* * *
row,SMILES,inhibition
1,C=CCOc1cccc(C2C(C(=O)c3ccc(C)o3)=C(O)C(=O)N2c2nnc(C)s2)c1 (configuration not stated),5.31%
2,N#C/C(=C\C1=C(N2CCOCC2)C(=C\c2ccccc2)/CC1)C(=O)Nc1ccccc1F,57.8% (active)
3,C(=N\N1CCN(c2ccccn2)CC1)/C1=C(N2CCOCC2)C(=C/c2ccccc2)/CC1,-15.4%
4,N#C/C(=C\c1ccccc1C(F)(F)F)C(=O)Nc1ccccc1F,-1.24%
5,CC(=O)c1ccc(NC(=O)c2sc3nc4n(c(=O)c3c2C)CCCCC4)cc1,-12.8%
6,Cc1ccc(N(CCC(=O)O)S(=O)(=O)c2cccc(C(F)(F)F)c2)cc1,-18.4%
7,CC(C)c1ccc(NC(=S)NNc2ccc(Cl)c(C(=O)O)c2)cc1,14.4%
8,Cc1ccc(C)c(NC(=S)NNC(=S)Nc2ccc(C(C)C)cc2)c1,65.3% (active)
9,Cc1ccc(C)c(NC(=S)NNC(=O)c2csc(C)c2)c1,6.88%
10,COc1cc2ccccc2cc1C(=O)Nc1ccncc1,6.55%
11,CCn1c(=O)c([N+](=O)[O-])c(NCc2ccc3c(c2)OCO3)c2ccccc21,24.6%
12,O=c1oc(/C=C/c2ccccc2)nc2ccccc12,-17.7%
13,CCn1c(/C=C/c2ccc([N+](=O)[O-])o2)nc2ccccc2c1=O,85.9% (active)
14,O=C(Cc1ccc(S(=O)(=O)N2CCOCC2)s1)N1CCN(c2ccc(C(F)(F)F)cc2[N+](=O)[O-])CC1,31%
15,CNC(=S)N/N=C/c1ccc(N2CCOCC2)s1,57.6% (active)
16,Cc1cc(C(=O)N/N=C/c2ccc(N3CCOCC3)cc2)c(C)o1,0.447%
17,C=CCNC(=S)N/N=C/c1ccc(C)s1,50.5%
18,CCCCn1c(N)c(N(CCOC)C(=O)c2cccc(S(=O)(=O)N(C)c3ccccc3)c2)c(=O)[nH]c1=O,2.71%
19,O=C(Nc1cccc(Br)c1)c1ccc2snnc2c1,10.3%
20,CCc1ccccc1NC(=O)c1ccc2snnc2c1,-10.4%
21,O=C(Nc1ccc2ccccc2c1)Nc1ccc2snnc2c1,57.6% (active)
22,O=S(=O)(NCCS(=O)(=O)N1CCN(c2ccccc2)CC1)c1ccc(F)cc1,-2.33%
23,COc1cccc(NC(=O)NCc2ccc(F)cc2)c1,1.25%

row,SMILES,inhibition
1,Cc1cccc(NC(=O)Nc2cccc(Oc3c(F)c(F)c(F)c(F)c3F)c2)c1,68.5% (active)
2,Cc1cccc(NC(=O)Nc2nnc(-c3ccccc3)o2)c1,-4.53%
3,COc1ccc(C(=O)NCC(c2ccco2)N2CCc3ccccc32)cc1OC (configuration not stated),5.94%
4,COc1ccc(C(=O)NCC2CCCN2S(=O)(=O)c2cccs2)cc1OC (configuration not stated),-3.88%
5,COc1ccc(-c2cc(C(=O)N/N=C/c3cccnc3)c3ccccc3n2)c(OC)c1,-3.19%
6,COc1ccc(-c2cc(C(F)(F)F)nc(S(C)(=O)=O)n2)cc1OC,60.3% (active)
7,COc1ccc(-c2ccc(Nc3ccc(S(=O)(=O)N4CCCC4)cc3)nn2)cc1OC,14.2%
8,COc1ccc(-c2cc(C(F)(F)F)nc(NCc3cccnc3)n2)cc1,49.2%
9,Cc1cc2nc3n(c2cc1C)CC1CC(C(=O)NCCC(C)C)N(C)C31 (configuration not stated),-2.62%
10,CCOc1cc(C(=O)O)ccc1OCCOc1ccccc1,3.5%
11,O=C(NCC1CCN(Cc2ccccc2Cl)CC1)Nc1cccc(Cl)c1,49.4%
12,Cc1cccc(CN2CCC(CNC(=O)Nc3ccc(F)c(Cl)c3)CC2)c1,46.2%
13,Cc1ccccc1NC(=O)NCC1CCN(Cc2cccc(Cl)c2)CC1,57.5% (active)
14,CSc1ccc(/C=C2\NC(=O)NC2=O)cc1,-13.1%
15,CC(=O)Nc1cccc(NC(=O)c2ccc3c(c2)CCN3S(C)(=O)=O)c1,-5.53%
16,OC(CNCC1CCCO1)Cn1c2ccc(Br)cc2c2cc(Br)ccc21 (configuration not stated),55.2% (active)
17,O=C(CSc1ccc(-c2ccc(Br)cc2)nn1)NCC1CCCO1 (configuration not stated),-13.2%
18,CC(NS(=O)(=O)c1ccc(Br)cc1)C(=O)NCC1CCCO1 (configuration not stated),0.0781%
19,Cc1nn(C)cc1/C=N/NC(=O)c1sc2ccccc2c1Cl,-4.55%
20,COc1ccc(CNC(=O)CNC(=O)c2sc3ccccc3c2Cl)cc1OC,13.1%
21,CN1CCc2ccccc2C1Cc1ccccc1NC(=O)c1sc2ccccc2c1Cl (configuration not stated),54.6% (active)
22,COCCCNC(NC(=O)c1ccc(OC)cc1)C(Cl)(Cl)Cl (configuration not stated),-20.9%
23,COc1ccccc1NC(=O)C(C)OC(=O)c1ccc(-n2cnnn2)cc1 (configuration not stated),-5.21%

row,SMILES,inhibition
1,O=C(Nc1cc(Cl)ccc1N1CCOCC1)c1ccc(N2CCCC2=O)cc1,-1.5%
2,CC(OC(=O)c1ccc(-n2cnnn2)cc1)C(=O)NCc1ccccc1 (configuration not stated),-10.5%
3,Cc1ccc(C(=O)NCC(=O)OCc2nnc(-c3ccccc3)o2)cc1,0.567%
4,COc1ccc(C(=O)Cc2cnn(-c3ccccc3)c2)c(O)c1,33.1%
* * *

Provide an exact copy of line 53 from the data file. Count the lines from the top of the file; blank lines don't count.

4,COc1ccc(C(=O)Cc2cnn(-c3ccccc3)c2)c(O)c1,33.1%